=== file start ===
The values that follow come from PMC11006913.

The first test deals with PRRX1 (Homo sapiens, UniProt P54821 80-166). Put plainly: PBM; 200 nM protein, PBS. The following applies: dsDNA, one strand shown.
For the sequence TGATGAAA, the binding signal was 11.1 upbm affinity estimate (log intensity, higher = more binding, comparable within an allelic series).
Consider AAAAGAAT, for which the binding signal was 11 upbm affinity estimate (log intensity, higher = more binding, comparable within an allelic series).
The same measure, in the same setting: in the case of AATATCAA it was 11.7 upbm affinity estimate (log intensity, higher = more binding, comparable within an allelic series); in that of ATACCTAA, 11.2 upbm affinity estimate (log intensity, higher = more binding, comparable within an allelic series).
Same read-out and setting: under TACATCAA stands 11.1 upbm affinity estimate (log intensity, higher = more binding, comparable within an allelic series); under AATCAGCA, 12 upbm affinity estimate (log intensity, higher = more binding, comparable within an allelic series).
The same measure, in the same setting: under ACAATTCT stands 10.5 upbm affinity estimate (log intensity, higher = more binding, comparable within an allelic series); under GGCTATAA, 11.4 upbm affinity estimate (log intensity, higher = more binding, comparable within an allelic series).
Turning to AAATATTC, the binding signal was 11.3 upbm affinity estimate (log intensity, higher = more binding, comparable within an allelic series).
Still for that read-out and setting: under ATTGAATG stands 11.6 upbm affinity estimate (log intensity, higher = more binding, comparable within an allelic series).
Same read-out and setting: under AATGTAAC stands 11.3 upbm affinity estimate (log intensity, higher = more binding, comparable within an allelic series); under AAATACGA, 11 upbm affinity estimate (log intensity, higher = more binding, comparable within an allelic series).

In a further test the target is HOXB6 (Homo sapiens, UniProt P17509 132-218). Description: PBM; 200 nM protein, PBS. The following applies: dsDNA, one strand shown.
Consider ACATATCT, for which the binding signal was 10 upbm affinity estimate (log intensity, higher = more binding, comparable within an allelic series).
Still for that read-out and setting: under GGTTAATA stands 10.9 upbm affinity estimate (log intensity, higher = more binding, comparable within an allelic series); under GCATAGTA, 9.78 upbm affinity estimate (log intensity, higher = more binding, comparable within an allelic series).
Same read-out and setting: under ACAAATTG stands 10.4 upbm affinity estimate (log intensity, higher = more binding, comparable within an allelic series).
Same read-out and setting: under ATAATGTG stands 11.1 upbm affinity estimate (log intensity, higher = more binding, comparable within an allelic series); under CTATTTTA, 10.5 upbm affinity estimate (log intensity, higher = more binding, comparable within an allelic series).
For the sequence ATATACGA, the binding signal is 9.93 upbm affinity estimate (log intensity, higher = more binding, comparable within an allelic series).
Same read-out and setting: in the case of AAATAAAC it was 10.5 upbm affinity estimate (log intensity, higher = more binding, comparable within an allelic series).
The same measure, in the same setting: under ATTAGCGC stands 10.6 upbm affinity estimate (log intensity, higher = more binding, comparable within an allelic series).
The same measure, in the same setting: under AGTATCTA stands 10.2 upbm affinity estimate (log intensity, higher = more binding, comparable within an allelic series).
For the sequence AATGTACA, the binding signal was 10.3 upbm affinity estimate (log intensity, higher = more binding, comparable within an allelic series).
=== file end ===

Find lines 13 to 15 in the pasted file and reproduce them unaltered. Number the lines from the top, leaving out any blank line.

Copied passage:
Still for that read-out and setting: under GGTTAATA stands 10.9 upbm affinity estimate (log intensity, higher = more binding, comparable within an allelic series); under GCATAGTA, 9.78 upbm affinity estimate (log intensity, higher = more binding, comparable within an allelic series).
Same read-out and setting: under ACAAATTG stands 10.4 upbm affinity estimate (log intensity, higher = more binding, comparable within an allelic series).
Same read-out and setting: under ATAATGTG stands 11.1 upbm affinity estimate (log intensity, higher = more binding, comparable within an allelic series); under CTATTTTA, 10.5 upbm affinity estimate (log intensity, higher = more binding, comparable within an allelic series).